Started early and .... and.... now what did I do? Ah, I know, I tidied up a bit and started laying all the completed parts out on a clean blanket. Then got the sand blaster going and sandblasted the body irons and door stay ready to go to the chap building the new tub. I'm just waiting for a hinge fitting kit to assemble the hinges to send it all to him. It's coming from Moss in London and should be here tomorrow. I then gave the hinges another spray in black paint. Cleaned the inlet manifold and tried to get the old wiring out of the wing stays. Rusted in. So I left them soaking in a rust remover solution and started on the two front brake drums. Came up not too bad. After lunch it started raining and I was running around like a demented thing getting the sand stuff away into the dry. So spent the afternoon de-rusting bits on the wire wheel. How exciting.

Hinges painted black. I'll rub them down and give them another coat or two.

The completed bits on a nice new blanket. At some point it should all be on this one and the other will be empty.

Box of chrome bits all cleaned and ready to go. I'm going to cover the surfaces that should not be chromed in masking tape and write instructions on a label tied to each part before taking it to the factory to be re-chromed, the windscreen frame and handbrake are by the side of the box. At some time someone has welded the two end pieces to the cross bar of the handbrake so, without un-welding it, I can't get the handbrake off the shaft. I'll take a picture in the morning.

Wing stays and exhaust manifold in de-rusting solution. I'm going to see how much new wing stays are and if not too expensive get new ones. If I think they're expensive I'll do these up.

Note: Just looked at the price £58 each. I'll clean these.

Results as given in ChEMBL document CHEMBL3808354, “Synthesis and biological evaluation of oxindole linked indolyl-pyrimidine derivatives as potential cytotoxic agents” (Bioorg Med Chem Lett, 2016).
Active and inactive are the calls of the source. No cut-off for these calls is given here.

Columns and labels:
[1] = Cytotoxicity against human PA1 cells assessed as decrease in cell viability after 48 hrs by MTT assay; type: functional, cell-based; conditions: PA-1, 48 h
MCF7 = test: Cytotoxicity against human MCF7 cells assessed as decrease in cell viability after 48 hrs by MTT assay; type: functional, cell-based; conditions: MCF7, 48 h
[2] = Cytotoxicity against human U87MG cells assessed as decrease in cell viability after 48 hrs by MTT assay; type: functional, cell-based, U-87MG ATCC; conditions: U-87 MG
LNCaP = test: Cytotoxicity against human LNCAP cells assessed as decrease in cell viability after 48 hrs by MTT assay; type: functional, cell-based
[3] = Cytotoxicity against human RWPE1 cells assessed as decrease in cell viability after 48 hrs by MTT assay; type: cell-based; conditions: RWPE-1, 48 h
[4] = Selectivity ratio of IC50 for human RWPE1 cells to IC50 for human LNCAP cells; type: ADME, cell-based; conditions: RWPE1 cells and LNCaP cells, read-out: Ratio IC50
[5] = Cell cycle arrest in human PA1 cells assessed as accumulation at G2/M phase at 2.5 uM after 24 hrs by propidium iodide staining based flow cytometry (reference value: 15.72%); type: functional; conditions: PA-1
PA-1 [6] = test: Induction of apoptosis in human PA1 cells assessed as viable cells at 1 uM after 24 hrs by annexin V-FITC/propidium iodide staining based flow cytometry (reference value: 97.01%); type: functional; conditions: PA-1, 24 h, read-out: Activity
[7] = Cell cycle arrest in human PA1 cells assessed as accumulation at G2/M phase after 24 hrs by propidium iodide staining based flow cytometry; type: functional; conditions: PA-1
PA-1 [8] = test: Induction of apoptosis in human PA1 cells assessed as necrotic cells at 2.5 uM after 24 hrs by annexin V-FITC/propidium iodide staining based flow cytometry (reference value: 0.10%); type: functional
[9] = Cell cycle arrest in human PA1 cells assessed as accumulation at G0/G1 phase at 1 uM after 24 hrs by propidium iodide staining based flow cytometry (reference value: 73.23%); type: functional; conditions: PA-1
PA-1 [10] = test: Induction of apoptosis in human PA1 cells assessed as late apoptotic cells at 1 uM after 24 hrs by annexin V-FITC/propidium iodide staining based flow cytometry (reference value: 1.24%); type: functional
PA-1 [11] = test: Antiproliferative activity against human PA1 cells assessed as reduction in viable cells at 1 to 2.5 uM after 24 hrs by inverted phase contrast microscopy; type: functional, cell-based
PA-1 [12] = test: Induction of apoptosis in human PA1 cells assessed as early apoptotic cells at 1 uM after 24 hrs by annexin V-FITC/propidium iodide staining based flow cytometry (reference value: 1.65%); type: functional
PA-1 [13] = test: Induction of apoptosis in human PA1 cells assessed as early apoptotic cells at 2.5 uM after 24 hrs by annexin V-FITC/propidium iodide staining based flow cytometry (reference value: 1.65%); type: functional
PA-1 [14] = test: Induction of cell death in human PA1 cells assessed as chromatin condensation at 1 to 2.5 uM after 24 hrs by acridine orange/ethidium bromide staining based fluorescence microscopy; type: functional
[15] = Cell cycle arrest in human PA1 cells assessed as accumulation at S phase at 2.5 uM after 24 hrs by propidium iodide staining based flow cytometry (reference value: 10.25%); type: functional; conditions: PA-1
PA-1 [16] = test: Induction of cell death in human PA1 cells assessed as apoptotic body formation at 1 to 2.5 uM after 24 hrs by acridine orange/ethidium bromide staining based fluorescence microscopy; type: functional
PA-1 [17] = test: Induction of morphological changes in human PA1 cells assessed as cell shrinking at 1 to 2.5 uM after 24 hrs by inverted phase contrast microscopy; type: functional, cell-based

The two body irons and door bracket all cleaned awaiting paint and shipping to the UK along with the hinges.

Some of the parts I've cleaned on the wire wheel this afternoon. One bolt was ripped from my fingers and went flying across the floor. I can't find it so the blood hound (aka Lynne) will look in the morning. The same happened earlier and I spent ten minutes looking for it, stood up and it was under my feet! Idiot!

And some brackets cleaned up.

The remaining bits to be cleaned. This is from the box marked "body to bulkhead". Long way to go then.

A friend of mine on Facebook, Alain, published a photo of an old amplifier, a Sony from 1971. I still have my Rotel bought in 1979. It's a great bit of kit and needs two to lift it.

And the new kit (only 23 years old now)

Proper turntable and speakers. And a good amp. Arcam. Can only play it when Lynne's out as she shouts it's too load, but I can't hear her.... because it's too loud.

19th June 2015

Carried on where I left off last night, polishing my nuts. I do love shiny nuts. And bolts, screws and brackets. All day de-rusting fittings. How lovely.

The handbrake assemnly. The two rings at the end of the cross shaft are held in by grub screws so they can be reomoved and the handle slid off the shaft.....

.... but someone has welded them on.

The inlet manifold, It isn't green that's the lighting. It will be painted maroon, same as the engine.

The de-rusted and cleaned brake and clutch pedal. It's lovely holding these when compared with the pressed out metal pedals in modern cars. That's what a man really likes, cast iron pedals!

19th June 2015 POSTSCRIPT. In France the summer solstice (21st June) is celebrated with music festivals in all the towns and villages. It's normally on the Friday night before the 21st. Tonight our village had the usual brass band and drinks at the bar. We went to Chateaubriant. Called in at Brico Marche and bought a pair of industrial gloves for painting the chassis with POR-15 and 2 lengths of rope so I can lift the chassis up high to paint underneath. Then we had a meal at Buffalo Grille, an Amarican style restaurant (Wild West style) but French. Then into the centre of town where there are a dozen bands playing all over the centre around the fantastic church they have. We parked up (found a place in the square which was actually the pedestrian part but it was a space). We walked into the centre and playing in front of the church was a Pink Floyd tribute band and they were very good, it was difficult to tell the difference. When they finished we walked down the shopping centre and sat down at a bar , ordered a beer and a Panache (shandy). Then I had a coffee after which we walked to the Irish bar for a Guinness and a coffee. Got home at 2330. Great night out in a very packed town centre with lots of people enjoying the music.

The Pink Floyd band are HERE

20th June 2015